My favorite things: Hancock believes that the objects and people that individuals surround themselves with can be very revealing. He enhances the understanding of notable historical figures by focusing on these aspects of their lives, rather than simply on their achievements. Hancock’s cartoonish drawings are an engaging jumble of small images that help to paint a picture of each subject’s life.
Who it’s great for: Readers intrigued by the daily lives of famous artists and thinkers. Fans of graphic biographies.
What it’s about: Kolbert talks about how we (humans) may be orchestrating the sixth major mass extinction on Earth and the possible consequences.
What made me pick it up: I tried to read The Ends of the World and while it was good, I didn’t finish it. When I found this book available on audio I remembered it being similar in theme and highly recommended by Jon Stewart a few years ago so picked it up.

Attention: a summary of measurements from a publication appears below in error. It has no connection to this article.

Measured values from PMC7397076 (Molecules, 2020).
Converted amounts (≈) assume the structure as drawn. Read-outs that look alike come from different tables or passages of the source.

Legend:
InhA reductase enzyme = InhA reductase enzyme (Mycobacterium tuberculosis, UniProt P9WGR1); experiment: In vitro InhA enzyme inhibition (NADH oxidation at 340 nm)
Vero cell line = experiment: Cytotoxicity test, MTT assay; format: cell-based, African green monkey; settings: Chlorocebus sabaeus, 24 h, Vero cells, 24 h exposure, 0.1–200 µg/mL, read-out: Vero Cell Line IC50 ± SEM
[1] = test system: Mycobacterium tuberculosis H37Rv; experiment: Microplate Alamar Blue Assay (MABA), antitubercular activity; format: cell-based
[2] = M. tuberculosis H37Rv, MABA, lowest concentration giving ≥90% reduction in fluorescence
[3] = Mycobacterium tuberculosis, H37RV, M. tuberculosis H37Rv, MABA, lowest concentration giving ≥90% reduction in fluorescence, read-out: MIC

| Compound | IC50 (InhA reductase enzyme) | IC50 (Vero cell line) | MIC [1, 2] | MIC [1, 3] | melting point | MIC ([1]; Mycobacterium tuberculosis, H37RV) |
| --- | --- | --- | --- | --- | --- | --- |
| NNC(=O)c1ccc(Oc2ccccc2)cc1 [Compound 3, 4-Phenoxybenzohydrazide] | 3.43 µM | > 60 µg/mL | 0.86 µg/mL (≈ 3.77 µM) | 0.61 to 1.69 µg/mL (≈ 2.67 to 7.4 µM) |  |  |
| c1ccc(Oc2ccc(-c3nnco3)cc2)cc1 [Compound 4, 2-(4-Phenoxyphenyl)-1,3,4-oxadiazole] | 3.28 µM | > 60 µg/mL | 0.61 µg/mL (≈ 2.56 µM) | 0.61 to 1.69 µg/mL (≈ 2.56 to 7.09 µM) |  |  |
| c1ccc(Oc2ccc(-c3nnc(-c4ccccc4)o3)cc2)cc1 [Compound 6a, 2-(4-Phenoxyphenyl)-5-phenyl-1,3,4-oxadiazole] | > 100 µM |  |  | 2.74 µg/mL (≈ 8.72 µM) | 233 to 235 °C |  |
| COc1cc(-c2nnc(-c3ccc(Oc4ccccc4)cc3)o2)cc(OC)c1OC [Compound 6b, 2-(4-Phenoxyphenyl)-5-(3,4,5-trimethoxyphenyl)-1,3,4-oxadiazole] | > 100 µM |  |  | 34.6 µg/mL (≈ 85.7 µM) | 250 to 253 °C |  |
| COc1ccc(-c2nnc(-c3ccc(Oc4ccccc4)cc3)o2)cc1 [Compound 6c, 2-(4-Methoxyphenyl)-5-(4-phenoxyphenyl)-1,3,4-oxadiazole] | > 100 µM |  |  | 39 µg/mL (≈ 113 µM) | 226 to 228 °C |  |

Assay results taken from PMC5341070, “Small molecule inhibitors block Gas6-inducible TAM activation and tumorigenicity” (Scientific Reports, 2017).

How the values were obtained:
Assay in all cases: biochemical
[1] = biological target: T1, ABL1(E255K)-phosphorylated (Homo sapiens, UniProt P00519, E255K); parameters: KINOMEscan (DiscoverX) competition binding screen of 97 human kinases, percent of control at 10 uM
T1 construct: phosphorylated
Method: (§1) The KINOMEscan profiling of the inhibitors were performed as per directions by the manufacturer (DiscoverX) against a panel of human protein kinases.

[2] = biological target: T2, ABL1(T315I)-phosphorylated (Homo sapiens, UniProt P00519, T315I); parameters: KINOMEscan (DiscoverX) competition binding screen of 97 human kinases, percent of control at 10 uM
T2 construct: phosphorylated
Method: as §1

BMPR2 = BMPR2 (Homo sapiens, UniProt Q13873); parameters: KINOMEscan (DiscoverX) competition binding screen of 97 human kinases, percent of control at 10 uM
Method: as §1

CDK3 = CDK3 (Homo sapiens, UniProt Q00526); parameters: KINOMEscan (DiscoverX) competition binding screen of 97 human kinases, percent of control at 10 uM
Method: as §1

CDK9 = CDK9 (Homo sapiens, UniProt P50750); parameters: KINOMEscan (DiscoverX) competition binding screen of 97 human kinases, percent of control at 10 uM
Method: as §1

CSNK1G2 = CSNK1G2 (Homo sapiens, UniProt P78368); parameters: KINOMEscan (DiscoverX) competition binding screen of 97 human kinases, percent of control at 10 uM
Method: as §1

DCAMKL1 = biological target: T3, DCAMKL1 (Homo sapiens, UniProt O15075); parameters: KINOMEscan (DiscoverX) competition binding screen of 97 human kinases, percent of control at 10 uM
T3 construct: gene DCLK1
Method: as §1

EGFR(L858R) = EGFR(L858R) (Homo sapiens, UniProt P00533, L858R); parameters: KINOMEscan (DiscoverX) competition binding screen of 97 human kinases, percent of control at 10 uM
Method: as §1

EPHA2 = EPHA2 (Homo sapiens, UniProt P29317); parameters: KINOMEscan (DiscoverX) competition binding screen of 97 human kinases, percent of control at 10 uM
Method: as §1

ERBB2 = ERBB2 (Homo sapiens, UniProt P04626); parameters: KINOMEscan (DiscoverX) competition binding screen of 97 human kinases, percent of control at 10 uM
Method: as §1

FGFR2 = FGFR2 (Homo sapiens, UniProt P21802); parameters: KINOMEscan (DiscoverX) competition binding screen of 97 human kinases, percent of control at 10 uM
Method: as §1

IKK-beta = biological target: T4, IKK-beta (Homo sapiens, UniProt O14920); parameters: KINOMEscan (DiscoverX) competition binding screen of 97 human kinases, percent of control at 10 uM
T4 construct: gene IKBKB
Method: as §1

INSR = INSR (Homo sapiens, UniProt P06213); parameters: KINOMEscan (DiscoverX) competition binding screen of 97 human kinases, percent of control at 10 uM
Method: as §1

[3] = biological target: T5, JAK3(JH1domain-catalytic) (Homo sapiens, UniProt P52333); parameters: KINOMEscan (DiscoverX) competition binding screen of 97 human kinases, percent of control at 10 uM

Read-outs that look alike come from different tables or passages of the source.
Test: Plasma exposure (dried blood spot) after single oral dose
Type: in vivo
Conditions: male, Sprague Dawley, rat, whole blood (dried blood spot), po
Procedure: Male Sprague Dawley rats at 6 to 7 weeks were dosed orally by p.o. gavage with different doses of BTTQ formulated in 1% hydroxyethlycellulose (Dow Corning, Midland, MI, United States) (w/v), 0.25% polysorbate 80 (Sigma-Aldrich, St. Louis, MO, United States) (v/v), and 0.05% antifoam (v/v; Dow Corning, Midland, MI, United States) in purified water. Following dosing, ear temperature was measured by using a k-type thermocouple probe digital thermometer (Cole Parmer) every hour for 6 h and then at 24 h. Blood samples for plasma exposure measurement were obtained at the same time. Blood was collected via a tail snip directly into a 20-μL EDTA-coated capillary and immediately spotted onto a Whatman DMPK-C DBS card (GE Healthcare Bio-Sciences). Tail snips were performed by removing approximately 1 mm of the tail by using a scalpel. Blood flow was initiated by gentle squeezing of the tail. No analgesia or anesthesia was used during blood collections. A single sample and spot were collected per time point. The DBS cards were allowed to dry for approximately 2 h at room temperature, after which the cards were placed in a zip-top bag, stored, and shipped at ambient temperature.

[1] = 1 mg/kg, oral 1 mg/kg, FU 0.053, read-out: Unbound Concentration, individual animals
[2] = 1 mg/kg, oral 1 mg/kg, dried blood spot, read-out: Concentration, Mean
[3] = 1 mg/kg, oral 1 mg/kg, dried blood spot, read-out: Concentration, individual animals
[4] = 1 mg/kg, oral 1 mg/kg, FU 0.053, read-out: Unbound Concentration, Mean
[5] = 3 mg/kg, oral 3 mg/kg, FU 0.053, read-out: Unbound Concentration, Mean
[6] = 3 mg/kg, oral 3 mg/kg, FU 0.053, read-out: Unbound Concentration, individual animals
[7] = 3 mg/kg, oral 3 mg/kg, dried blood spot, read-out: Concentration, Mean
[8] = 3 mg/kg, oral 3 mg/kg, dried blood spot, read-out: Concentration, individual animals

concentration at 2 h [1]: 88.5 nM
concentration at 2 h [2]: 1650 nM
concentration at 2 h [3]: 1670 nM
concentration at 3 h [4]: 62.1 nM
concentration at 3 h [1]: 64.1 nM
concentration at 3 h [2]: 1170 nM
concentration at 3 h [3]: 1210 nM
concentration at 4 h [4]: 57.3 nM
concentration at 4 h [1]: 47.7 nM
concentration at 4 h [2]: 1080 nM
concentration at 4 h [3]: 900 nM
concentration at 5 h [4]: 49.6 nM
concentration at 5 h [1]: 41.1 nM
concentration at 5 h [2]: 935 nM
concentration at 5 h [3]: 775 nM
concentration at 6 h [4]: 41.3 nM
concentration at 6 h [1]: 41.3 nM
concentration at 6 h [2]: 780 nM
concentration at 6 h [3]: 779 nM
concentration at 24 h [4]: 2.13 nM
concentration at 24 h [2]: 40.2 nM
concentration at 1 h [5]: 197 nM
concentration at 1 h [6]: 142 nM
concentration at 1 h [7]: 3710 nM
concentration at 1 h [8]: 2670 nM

My favorite things: I learned so much about past extinction events (the ones before the dinosaurs) as well as the diverse evolutionary backgrounds of humans (I might be 4% Neanderthal). It does a great job of exploring how other extinctions occurred and why our current situation appears to be the same, if happening at a faster clip. It’s horrifying to think that more species than we are aware of are presently dying out without our knowledge, but honestly not all that surprising. Tl;dr – this isn’t good for humans either so let’s get it together.
Who it’s great for: Readers interested in the history of Earth. People concerned for the future of our planet and our species. Animal and plant lovers. Science nerds.
What it’s about: Think Winter’s Bone meets a politician’s pre-campaign book release and that’s pretty much what you’ve got.